Last week my dear college friend Ann texted me and the other three women who make up my annual college girls trip travelling buddies. The five of us have been friends for more than 30 years and they mean the world to me. We all live in different cities and states so I deeply cherish whenever I get to see them. What Ann texted made me smile.
It looked like something from a daily devotional she might use and was titled “Find your moai. Her personal message with it was, “how ironic…there are five of us.” You see, a “moai” is a group of five friends committed to one another for life. The word is Japanese for “meeting for a common purpose” and originated in Okinawa, Japan. There, community support groups provide social, financial, health, and spiritual care and are considered one of the leading factors of the famously long lifespans Okinawans enjoy. In fact, the region has one of the highest concentrations of centenarians in the world. Hello moai!
The info in Ann’s message went on to suggest one “identify the people in your life who make you feel most valued and supported and invest the majority of your energy in those relationships.” Even though I see these women once, maybe two or three times a year if I’m lucky, I get it. They (along with others) are my moai and moi feels blessed to have them.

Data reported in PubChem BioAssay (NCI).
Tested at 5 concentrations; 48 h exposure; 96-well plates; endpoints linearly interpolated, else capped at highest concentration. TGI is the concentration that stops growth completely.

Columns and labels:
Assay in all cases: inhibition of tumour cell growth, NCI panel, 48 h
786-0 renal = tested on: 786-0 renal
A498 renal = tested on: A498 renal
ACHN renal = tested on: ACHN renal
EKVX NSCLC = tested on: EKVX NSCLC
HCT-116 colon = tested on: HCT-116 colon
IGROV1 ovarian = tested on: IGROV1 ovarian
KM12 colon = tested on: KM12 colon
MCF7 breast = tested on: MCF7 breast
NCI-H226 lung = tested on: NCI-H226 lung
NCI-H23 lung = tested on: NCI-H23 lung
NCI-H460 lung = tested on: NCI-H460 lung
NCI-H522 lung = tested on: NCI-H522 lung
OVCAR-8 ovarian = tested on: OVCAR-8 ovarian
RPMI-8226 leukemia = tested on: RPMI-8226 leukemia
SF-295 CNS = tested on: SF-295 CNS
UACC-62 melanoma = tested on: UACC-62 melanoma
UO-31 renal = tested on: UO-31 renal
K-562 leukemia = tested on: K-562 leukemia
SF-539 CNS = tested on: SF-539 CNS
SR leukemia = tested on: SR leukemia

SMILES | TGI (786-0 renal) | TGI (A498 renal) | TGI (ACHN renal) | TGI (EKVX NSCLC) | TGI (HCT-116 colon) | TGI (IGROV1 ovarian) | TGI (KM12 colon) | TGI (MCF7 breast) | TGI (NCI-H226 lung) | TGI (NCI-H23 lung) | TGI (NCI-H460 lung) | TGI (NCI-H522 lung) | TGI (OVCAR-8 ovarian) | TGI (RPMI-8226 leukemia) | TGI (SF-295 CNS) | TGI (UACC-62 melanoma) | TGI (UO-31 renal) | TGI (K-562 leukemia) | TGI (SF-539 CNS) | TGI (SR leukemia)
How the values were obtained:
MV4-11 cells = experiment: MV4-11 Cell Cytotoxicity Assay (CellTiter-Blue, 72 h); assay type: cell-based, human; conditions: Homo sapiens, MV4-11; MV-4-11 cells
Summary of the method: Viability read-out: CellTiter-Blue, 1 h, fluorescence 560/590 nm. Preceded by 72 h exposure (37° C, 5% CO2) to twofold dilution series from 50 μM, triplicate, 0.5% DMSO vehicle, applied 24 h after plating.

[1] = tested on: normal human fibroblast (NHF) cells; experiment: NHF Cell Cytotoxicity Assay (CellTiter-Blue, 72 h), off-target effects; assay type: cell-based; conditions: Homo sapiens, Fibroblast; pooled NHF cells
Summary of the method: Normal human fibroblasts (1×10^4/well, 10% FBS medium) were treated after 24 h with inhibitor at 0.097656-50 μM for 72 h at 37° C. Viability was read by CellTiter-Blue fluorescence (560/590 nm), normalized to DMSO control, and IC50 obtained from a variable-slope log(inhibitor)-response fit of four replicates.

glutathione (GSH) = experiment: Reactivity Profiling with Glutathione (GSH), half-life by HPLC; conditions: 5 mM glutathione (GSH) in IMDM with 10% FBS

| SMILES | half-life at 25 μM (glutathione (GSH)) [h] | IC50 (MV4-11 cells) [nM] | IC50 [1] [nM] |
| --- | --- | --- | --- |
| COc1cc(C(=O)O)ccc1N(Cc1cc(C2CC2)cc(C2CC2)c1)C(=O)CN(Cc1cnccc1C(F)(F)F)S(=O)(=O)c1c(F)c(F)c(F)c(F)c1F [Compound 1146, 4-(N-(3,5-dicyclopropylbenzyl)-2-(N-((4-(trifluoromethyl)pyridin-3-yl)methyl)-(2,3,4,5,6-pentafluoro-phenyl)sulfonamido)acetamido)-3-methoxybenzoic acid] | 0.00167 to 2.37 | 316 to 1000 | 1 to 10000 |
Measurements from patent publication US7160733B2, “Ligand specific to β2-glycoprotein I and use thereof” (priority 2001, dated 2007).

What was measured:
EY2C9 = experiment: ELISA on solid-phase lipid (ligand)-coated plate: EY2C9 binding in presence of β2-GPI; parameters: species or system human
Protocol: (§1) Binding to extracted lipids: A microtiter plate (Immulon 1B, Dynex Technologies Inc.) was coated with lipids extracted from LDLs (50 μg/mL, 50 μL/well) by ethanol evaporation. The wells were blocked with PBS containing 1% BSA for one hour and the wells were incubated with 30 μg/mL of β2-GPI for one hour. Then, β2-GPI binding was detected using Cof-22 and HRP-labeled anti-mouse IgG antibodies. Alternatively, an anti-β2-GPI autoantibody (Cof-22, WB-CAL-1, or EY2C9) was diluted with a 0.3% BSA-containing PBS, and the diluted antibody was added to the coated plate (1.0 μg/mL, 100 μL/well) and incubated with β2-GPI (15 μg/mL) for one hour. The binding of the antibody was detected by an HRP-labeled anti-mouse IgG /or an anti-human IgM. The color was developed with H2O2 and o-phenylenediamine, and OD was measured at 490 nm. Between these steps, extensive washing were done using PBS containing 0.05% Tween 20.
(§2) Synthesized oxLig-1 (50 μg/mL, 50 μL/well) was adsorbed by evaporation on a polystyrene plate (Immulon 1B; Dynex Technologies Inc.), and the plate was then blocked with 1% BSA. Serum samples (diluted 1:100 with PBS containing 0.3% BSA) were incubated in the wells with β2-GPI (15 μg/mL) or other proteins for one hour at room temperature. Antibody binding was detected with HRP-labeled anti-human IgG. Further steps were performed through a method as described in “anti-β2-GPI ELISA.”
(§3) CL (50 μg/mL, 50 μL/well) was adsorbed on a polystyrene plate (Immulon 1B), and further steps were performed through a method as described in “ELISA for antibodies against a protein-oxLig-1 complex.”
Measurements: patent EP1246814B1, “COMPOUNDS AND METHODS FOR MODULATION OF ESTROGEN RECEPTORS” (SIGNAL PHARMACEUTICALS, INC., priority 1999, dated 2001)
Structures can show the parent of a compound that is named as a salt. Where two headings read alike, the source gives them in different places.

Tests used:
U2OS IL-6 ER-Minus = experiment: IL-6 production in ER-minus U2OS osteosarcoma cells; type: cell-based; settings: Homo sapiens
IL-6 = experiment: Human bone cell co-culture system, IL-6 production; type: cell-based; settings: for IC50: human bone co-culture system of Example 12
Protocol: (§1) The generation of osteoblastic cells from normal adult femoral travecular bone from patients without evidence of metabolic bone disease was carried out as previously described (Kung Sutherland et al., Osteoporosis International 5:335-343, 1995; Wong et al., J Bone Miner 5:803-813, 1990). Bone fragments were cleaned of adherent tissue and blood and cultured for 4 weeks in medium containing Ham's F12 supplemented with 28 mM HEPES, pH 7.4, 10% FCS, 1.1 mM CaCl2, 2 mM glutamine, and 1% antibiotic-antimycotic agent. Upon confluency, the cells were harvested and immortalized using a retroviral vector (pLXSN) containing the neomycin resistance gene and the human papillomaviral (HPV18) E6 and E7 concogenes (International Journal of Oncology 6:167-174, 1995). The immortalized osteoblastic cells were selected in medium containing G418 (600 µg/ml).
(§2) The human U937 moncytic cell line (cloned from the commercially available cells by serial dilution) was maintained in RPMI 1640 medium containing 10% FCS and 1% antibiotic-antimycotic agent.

More Than Sushi
It seems I’ve had a lot of Japanese influences in my life lately.
I recently blogged about the book “The Life-Changing Magic of Tidying Up” and its Japanese method of decluttering and organizing and how it’s changed my current “I’m moving” situation.
I’ve also been following my two nieces Monica and Tessa as they travel around Japan to see my Japanese nephew-in-law Takeshi’s family and show Tessa and Takeshi’s new son his dad’s homeland. Monica has posted lots of interesting observations, the kind I just LOVE, and I thought I’d share some…
- They don’t drink soda in Japan.
- Rice is served with every meal.
- There are no single-story homes and all houses have clothes lines because dryers are extremely rare.
- You give up your seat IMMEDIATELY for an elder, disabled person, or pregnant woman on a bus or train. Even an elderly person gives up a seat for a “more” elderly person.
- You stand on the left side of an escalator unless you are passing.
- Everyone is thin!
- Japanese don’t wear sunglasses outside. (what?!)
- You need to get used to constantly taking your shoes on and off everywhere you go.
- Taxi cabs are spotless. Spotless windows. Spotless seats. They smell fresh and drivers are “dressed to the nines.” Doors also open automatically for you when entering and exting a cab.
- Bus drivers wear masks and whisper where they are going so as not to awaken sleeping passengers.
- There are almost no public trash cans to be had. One hangs onto their trash until one is found.
- No one says “Bless you” when you sneeze.
- Public bathrooms are equipped with buttons on the wall that make the sound of running water when you push them to make your toileting experience and those next to you more discreet.
For Goodness Sake